Community Research and Development Information Service - CORDIS


bcatenin_mechanics — Result In Brief

Project ID: 332422
Funded under: FP7-PEOPLE
Country: France

Mechanical forces drive embryonic development

Embryonic development is a complex process and its study involves understanding signals of different nature. A European study added to the equation the effect of mechanical strain.
Mechanical forces drive embryonic development
Our knowledge on embryonic development mainly comes from studies on cell signalling in response to chemical cues. However, our understanding of the molecular mechanism by which cells receive and transduce mechanical signals into biochemical signals is poor.

With this in mind, scientists on the EU-funded BCATENIN_MECHANICS (Mechanical activation of beta-catenin signalling) study set out to provide in vivo insight into this largely unexplored mechanism. For this purpose, they chose to study the beta-catenin pathway, which is involved in the mechanical induction of mesoderm differentiation at gastrulation. The consortium was interested to understand the mechanical activation process.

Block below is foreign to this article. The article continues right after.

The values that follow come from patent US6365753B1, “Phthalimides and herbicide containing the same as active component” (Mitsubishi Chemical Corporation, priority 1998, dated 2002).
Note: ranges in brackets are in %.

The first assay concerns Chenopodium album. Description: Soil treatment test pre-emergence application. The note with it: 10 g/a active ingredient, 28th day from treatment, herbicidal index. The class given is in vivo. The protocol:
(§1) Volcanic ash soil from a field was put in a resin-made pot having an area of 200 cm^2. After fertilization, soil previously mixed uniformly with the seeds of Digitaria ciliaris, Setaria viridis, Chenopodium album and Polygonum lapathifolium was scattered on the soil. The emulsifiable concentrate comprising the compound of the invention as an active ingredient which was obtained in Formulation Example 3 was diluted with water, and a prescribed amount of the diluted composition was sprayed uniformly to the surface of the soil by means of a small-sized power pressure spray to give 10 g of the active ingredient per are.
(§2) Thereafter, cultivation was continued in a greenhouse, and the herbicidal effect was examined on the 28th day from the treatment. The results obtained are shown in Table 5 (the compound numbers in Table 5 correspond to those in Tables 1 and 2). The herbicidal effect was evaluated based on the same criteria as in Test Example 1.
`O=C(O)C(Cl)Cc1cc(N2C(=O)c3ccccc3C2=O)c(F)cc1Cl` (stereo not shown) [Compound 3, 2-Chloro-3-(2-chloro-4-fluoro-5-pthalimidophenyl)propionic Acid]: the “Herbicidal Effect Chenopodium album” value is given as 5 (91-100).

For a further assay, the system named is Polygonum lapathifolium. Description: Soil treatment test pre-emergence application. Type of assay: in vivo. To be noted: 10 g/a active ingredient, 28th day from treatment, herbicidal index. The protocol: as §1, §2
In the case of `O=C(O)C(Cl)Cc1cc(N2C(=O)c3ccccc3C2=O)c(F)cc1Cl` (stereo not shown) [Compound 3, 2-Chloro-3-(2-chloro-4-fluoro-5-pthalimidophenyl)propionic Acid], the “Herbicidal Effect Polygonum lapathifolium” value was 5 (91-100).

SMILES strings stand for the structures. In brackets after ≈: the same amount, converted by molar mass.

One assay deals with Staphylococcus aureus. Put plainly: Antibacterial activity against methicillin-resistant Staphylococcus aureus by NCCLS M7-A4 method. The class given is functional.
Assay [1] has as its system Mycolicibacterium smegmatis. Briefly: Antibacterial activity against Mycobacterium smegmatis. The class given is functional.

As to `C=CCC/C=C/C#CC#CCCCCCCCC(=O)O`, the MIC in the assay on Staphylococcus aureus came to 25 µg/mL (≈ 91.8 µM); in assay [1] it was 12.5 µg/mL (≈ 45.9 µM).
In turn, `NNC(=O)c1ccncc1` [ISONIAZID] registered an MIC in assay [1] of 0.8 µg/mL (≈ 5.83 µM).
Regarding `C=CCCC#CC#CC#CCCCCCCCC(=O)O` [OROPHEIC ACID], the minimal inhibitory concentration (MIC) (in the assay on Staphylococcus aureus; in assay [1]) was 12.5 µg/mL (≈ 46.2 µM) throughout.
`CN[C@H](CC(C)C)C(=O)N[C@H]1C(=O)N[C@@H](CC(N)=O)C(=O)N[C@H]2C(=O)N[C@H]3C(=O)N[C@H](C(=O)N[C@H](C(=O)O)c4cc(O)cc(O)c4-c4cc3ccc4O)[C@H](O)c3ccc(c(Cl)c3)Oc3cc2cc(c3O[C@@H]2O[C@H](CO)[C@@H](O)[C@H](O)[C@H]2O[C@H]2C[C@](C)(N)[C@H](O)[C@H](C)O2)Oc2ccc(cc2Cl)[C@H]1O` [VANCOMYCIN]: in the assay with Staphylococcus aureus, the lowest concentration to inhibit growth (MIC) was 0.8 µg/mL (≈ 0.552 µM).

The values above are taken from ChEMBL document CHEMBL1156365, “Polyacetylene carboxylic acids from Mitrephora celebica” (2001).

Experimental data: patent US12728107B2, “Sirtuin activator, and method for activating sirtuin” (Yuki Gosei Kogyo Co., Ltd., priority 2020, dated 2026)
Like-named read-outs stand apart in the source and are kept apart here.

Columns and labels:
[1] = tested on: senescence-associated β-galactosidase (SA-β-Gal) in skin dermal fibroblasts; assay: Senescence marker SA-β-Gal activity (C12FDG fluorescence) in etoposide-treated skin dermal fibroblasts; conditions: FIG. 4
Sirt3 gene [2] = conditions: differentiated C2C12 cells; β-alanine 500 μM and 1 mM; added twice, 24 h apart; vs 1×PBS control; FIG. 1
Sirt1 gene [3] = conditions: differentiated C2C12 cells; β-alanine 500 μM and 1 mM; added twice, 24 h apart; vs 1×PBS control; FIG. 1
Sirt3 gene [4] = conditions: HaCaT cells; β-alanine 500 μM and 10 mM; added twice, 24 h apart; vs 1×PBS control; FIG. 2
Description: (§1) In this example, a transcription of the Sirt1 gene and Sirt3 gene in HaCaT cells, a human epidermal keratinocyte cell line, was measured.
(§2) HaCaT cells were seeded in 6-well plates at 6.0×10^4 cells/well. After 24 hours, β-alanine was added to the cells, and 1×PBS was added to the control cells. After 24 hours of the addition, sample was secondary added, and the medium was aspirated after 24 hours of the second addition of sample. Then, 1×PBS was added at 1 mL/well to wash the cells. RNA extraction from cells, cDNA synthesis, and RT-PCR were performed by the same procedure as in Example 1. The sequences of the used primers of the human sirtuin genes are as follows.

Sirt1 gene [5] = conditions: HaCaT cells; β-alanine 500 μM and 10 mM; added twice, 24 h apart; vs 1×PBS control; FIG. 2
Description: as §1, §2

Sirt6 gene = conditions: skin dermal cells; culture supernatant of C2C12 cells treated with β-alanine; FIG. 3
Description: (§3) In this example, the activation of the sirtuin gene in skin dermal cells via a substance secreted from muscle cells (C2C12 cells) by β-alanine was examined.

Using Drosophila as a model organism and state-of-the-art live imaging techniques, scientists discovered that the strain generated during drosophila gastrulation weakens the interaction of beta-catenin with other proteins. In addition, the protein becomes more amenable to phosphorylation, a modification that further inhibits beta-catenin intermolecular interaction. These observations clearly indicate that during development beta-catenin serves as the primary sensor of mechanical forces.

Comparison of the beta-catenin molecular sequence across different species indicated that this mechanosensitive site is conserved. In mice, activation of the beta-catenin pathway in response to mechanical strain is observed in bone mass formation and homeostasis, as well as in adipogenesis.

The future plans of the consortium include the design of a fluorescent probe to directly monitor mechanical activation in response to morphogenetic movements during Drosophila gastrulation. The findings of the study could also aid cancer research as mechanical activation of beta-catenin by tumour cells in healthy tissues is carcinogenic.

Related information


Mechanical force, embryonic development, beta-catenin, Drosophila, cancer research
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